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In re Novapro Holdings, LLC

United States District Court, D. Delaware

March 25, 2019

IN RE NOVAPRO HOLDINGS, LLC, et al, Debtors.
v.
CHARLES A. STANZIALE, JR., et al, Appellees. NEBO VENTURES, LLC, Appellant, Adv. No. 16-50435-LSS

          MEMORANDUM

         Pending before this Court is the appeal of Nebo Ventures, LLC ("Nebo") from a Memorandum Order (Adv. D.I. 68) ("Op."), [1] entered by the Bankruptcy Court on May 4, 2018, which approved a motion for approval of the settlement of claims pursuant to Federal Rule of Bankruptcy Procedure 9019 (B.D.I. 57) ("Settlement Motion") filed by Charles A. Stanziale, Jr., as the trustee appointed in the above-captioned Chapter 7 cases ("Trustee"). For the reasons set forth below, the Memorandum Order is affirmed.

         I. BACKGROUND

         This appeal arises from the Chapter 7 cases of NovaPro Holdings, LLC ("NPR") and certain of its affiliates (together, "Debtors"). The settlement underlying this appeal is among the Trustee and defendants who are former owners and chief executives of the Debtors (together, "Defendants"): (i) U.S. Risk Insurance Group, Inc. ("U.S. Risk"), which holds a 75.9% share of the Debtors (directly and indirectly); (ii) ISLLC Investments, Inc. ("ISLLC"), an affiliate of U.S. Risk, which holds the other 24.1% share of the Debtors; and (iii) Randall G. Goss ("Goss"), who is the Debtors' chief executive officer and board chairman and is also U.S. Risk's chief executive officer.

         NPR was embroiled in prepetition litigation with appellant Nebo as well as NPR's former chief operating officer, Russell Whitmarsh. (10/26/17 Hr'g Tr. ("Hr'g Tr.") at 18:14-18; 23:10-23; 32:14-25). Nebo assists financial service companies and workmen's compensation insurance providers and administrators in obtaining and performing under contracts with state and local governments. In 2003, NPR retained Nebo to assist it in selling administrative services to potential customers. On July 1, 2011, Nebo sued NPR for breach of contract and fraud for fees owed to Nebo on NPR's contract with the City of Atlanta, which led to four years of state court litigation.[2]NPR initially failed to disclose that it received a $1 million bonus from the City of Atlanta which would have resulted in additional fees payable to Nebo.[3] Following the trial, Nebo obtained a judgment of $1, 437, 357.86. Whitmarsh filed an employment claim with the American Arbitration Association following his termination and was awarded judgment in the amount of $544, 400.73 plus interest.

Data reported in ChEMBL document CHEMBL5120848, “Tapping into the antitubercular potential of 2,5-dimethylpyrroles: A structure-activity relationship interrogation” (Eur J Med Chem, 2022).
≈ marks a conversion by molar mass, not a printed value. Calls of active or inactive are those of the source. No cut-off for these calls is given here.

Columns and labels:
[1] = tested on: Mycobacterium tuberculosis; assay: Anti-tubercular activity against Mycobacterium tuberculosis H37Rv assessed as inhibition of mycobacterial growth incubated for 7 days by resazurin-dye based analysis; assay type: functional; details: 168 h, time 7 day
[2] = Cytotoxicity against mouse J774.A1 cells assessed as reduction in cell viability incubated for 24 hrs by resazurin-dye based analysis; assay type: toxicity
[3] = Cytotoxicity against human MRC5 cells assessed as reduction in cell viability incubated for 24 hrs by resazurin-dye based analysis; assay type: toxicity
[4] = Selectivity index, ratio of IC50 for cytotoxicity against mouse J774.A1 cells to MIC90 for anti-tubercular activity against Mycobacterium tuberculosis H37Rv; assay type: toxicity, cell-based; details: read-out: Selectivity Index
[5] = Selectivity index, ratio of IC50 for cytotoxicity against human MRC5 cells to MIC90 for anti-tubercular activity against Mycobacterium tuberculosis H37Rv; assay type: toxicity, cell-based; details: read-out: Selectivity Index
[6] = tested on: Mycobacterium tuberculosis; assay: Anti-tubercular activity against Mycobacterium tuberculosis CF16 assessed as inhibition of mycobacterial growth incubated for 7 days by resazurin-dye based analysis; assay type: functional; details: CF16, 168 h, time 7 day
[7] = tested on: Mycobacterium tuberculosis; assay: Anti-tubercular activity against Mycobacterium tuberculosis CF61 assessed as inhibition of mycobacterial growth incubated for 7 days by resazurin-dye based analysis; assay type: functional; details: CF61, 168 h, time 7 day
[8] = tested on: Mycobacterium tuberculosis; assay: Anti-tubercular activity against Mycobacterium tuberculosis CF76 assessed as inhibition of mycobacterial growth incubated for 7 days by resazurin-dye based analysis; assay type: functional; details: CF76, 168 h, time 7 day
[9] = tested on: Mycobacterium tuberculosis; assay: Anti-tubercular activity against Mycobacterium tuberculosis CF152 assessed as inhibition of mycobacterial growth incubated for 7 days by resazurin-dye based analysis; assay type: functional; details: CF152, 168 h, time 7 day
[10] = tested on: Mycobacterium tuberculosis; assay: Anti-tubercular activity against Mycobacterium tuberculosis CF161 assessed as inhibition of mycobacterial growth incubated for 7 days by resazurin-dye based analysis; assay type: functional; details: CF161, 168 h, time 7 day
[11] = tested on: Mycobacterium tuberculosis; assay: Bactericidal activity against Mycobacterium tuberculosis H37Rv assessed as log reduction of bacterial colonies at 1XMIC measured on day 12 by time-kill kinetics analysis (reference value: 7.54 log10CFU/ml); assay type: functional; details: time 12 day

In July 2011, while under Defendants' control, NPR sold 100% of its assets to Carl Warren & Co., which generated sale proceeds in excess of $7 million.[4] After completing the asset sale, the Debtors made various payments and entered into obligations with Defendants, which would later become of interest to Trustee (collectively, the "Transfers"). One group of Transfers, totaling approximately $1.7 million, were made to U.S. Risk ("Intercompany Transfers"). A second group of Transfers, two alleged dividend payments ($1, 062, 600 and $337, 400), were made to various Defendants ("Equity Distribution Transfers"). A third group of transfers, totaling approximately $120, 000, were based on payments to U.S. Risk pursuant to a post-asset sale management agreement ("Management Agreement Transfers") while NPR was no longer operating.[5]

         On April 15, 2014, Debtors filed voluntary Chapter 7 petitions. Trustee was appointed in each of the Debtors' cases, which were jointly administered and later substantively consolidated. On the petition date, Debtors had $1.98 in their bank accounts. Trustee retained McCarter & English as counsel and MazarsUSA LLP as its financial advisor. (B.D.I. 11). Trustee's professionals were retained to investigate transfers made to insiders, potential preference and fraudulent conveyance claims, provide forensic accounting services, and prepare a forensic solvency analysis. (B.D.I. 45 & 66; Hr'g Tr. at 51:1-10).